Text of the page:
Kudos, Madam Howe, for another strong novel. I love your ideas and presentation, hoping that Thea Paris has the energy to stick it out for a long time to come.

A Book for All Seasons, a different sort of Book Challenge:

The Freedom Broker (Thea Paris #1), by K. J. Howe

Eight stars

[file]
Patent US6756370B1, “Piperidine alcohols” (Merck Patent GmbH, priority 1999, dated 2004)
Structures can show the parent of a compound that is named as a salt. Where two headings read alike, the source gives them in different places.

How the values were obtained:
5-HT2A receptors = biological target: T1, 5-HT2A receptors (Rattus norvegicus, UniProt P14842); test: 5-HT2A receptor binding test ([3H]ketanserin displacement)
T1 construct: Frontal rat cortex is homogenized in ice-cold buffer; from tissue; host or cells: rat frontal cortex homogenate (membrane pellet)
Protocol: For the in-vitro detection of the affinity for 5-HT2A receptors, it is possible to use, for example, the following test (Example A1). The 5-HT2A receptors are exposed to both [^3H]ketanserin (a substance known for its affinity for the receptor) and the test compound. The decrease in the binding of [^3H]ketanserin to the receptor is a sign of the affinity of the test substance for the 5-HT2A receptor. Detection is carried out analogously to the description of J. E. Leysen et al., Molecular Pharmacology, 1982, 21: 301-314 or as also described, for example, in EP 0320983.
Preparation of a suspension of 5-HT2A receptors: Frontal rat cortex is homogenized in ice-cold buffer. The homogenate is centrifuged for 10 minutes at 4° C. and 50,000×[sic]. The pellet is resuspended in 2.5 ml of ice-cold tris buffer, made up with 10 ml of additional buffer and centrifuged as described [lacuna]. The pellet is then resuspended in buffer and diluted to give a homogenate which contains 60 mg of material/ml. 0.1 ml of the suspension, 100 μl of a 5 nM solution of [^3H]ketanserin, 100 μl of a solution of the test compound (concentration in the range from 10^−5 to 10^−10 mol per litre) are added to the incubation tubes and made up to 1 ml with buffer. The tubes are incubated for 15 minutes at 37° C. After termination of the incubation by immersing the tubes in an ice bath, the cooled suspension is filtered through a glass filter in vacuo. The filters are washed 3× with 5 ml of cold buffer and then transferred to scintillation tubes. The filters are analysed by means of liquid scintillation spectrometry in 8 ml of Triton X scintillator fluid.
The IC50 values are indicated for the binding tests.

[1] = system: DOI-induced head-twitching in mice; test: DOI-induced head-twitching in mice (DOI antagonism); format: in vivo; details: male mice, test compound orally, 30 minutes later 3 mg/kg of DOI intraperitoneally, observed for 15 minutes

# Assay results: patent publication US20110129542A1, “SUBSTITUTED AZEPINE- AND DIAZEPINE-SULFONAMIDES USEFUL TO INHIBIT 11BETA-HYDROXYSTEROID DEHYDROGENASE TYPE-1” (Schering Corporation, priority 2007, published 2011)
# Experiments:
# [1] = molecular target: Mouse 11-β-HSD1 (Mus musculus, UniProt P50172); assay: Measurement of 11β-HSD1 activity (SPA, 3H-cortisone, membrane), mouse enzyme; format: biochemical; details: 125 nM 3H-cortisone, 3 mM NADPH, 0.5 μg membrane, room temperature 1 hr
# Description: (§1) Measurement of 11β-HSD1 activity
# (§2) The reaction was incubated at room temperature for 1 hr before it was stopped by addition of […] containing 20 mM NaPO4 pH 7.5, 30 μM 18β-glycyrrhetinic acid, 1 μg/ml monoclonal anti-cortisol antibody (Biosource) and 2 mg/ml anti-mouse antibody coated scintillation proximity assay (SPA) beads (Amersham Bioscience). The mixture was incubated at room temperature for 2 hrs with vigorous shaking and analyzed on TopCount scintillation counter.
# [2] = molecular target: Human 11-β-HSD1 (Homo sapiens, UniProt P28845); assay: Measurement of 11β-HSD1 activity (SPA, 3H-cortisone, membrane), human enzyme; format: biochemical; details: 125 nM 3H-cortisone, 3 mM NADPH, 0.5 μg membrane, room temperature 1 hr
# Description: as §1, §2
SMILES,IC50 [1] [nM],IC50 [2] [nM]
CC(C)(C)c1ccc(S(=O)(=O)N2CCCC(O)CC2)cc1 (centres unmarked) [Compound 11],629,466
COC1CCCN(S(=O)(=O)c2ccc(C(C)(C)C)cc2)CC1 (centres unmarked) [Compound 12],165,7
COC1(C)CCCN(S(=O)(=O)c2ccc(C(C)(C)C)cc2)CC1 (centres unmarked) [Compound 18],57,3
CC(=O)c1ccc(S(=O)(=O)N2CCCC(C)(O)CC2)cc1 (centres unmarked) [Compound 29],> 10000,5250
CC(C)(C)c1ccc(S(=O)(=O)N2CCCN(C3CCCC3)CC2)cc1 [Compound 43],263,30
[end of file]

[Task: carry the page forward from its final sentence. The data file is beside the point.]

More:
My curiosity piqued by seeing a promotional poster on Goodreads, I had to give this one a look. K.J. Howe storms onto the scene with her debut novel that pulls together a number of interesting perspectives and keeps the reader on their toes throughout. Athena ‘Thea’ Paris is a world-renowned and respected kidnap and rescue specialist, working for Quantum International Security. Her team has been able to facilitate the release of numerous high-ranking CEOs and members of the business community, though rarely without bloodshed. Heading to Greece for the annual celebration of her father’s name-day, Thea is rocked when she discovers the deck of Aphrodite, Christos Paris’ yacht, covered in blood and the bodies of his staff lay dead in the scorching sun. An oil tycoon and ruthless businessman, Christos is definitely on the radar of many kidnappers seeking a high-price payout for his safe return. All that is left on the yacht his cell, with a cryptic Latin message that has Thea sure that this is no run-of-the-mill kidnapper. While Thea assembles her team and tries to keep the news from making its way into media outlets, someone else is being summoned to help with the investigation. Gabrielle Farrah, former CIA and currently on the Hostage Recovery Fusion Cell, is on her way at the invitation of Maximilian Heros, part of the Greek police forces and a one-time flame. Farrah has a great deal of experience working with hostages as well, especially during her mission to track down Ares, a kidnapper and weapon’s dealer who has made his mark all over the world. While Thea tries to find clues to her father’s kidnapping, Farrah and Heros foist themselves into the investigation, hoping to help in any way they can, though they are not privy to the inside scoop. Thea must also handle her brother, Nikos, who has been estranged from their father, but who has a kidnap history of his own and wants to get to the bottom of the ordeal. Taken for nine months as a teenager, Nikos remains scarred with the memories of his African captors, though has made a name for himself as a philanthropist and advocate against child soldiers. The further Thea takes the investigation, the more cryptic messages appear, all of which relate to famous quotes but offer little insight into where Christos might be held. Those closest to the oil tycoon seem to be dying off, particularly when they have knowledge of what might have happened, but never in time to share insights with Thea. With an important negotiation for Paris Industries to secure the oil rights in Kanzi, located in sub-Saharan Africa, Thea heads to the region to represent her father and try to track him down. Nikos has his own plan and seeks to secure the best deal to ensure there is a monetary incentive for all the strings he has pulled, but is thrust into memories of his childhood terrors. As Thea inches closer to learning of her father’s whereabouts, someone has slipped her all the relevant documentation tied to her brother’s kidnapping and captivity, which offers a new perspective and might fuel new motives for kidnapping. With Ares potentially behind the kidnapping and Christos Paris still missing, Thea must use all the resources at her disposal to bring her father home with as little bloodshed as possible. A powerful story full of drama, action, and attention to detail that shows how some authors have the knack when they hit the ground running in the industry. Well worth investigating by any reader with a penchant for exciting thrillers.